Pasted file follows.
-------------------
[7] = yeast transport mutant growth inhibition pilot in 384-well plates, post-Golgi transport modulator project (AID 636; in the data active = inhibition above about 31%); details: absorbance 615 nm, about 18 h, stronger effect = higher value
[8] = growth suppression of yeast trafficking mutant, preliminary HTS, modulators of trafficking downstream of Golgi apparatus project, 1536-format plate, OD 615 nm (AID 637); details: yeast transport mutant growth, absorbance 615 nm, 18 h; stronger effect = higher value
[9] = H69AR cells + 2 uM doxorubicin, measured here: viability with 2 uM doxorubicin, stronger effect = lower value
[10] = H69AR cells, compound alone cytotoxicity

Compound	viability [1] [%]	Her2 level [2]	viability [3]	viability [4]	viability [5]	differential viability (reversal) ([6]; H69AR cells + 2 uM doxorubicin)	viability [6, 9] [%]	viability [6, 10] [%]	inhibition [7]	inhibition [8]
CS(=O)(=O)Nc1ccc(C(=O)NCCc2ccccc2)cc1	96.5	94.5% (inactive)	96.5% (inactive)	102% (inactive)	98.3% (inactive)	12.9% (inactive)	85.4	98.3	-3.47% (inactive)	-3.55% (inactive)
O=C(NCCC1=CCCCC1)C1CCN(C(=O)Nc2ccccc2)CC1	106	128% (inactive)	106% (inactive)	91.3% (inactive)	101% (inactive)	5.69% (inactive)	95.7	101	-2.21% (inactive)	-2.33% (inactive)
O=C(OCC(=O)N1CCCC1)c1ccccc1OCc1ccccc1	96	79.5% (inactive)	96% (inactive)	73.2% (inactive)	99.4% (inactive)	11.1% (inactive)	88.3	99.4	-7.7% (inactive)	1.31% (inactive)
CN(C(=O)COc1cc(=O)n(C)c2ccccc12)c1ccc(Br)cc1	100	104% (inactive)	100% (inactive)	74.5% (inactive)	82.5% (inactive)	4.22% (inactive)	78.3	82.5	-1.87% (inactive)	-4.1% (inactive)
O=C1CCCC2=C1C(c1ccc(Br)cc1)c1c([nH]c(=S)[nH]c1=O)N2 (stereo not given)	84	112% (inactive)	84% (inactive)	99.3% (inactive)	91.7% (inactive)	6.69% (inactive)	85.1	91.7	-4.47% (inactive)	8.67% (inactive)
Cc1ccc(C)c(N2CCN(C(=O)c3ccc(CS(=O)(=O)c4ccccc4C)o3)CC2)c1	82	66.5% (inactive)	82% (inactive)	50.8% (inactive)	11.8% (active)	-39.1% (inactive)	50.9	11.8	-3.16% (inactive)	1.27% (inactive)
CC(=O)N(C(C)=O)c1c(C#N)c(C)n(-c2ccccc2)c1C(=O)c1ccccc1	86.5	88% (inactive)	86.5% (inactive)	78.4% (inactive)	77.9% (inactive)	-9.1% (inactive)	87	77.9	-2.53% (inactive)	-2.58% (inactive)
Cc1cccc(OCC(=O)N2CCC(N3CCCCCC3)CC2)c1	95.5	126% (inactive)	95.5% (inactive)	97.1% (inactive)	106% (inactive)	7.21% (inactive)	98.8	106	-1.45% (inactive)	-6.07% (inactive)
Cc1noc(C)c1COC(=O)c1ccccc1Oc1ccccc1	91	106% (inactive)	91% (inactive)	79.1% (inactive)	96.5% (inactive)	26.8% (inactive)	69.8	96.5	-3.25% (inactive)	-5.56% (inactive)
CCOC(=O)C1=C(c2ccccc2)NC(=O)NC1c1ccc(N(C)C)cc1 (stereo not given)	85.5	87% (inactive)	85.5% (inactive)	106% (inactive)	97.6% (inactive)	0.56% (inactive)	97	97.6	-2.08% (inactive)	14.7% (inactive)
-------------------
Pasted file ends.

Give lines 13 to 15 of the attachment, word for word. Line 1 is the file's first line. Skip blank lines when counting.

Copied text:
Cc1cccc(OCC(=O)N2CCC(N3CCCCCC3)CC2)c1	95.5	126% (inactive)	95.5% (inactive)	97.1% (inactive)	106% (inactive)	7.21% (inactive)	98.8	106	-1.45% (inactive)	-6.07% (inactive)
Cc1noc(C)c1COC(=O)c1ccccc1Oc1ccccc1	91	106% (inactive)	91% (inactive)	79.1% (inactive)	96.5% (inactive)	26.8% (inactive)	69.8	96.5	-3.25% (inactive)	-5.56% (inactive)
CCOC(=O)C1=C(c2ccccc2)NC(=O)NC1c1ccc(N(C)C)cc1 (stereo not given)	85.5	87% (inactive)	85.5% (inactive)	106% (inactive)	97.6% (inactive)	0.56% (inactive)	97	97.6	-2.08% (inactive)	14.7% (inactive)